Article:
N2 - Political and financial crises are complex and multi-determined situations whose solutions depend on multiple factors. To understand these conflicts, we explore to what extent mutual outgroup dehumanization along with ingroup humanization between the parts involved in the conflict predict the interpretation of the different facets of the political situation (i.e. interpretation of the crisis, the perceived consequences, or the possible solutions). In this article, we focused on the dispute between Germany and Greece catalyzed by a Greek referendum in 2015. We assessed to what extent mutual (de)humanization between Germans and Greeks predicted the interpretation of the conflict. Our results showed a mutual dehumanization: Greeks mechanizing Germans and Germans animalizing Greeks. For Germans, dehumanizing the Greeks was linked to worse perceived Greek financial administration and minimizing the perception of the Greeks’ suffering, whereas humanizing the ingroup was associated with more outgroup responsibility. For Greeks, dehumanizing the Germans was associated with a desire to avoid German financial control, whereas ingroup humanization was associated with better financial administration, less responsibility, and a higher perception of suffering among Greeks. In short, dehumanizing the other members of the European Union (EU) while humanizing their own nationality contributed to the neglect of the problems inside the EU, shaping the understanding of the economic conflict among both nations.

AB - Political and financial crises are complex and multi-determined situations whose solutions depend on multiple factors. To understand these conflicts, we explore to what extent mutual outgroup dehumanization along with ingroup humanization between the parts involved in the conflict predict the interpretation of the different facets of the political situation (i.e. interpretation of the crisis, the perceived consequences, or the possible solutions). In this article, we focused on the dispute between Germany and Greece catalyzed by a Greek referendum in 2015. We assessed to what extent mutual (de)humanization between Germans and Greeks predicted the interpretation of the conflict. Our results showed a mutual dehumanization: Greeks mechanizing Germans and Germans animalizing Greeks. For Germans, dehumanizing the Greeks was linked to worse perceived Greek financial administration and minimizing the perception of the Greeks’ suffering, whereas humanizing the ingroup was associated with more outgroup responsibility. For Greeks, dehumanizing the Germans was associated with a desire to avoid German financial control, whereas ingroup humanization was associated with better financial administration, less responsibility, and a higher perception of suffering among Greeks. In short, dehumanizing the other members of the European Union (EU) while humanizing their own nationality contributed to the neglect of the problems inside the EU, shaping the understanding of the economic conflict among both nations.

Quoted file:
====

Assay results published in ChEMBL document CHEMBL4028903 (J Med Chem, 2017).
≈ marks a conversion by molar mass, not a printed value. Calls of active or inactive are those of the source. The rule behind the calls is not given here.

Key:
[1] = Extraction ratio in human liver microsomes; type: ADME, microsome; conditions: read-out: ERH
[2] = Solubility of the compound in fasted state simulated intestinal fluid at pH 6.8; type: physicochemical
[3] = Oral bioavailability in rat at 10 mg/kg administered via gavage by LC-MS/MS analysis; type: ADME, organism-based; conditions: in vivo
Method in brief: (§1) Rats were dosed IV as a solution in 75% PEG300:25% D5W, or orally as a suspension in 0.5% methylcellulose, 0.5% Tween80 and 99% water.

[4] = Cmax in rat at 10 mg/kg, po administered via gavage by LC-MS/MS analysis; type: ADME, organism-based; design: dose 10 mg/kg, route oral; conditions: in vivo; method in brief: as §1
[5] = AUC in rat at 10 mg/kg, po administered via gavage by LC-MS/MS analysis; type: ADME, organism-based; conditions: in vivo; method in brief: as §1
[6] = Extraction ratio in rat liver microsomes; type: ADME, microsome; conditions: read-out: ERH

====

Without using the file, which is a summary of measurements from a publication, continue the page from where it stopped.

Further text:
UR - http://www.scopus.com/inward/record.url?scp=85064067568&partnerID=8YFLogxK

UR - http://www.scopus.com/inward/citedby.url?scp=85064067568&partnerID=8YFLogxK

U2 - 10.1016/j.soscij.2019.03.007

DO - 10.1016/j.soscij.2019.03.007

M3 - Article

JO - Social Science Journal

JF - Social Science Journal

SN - 0362-3319

ER -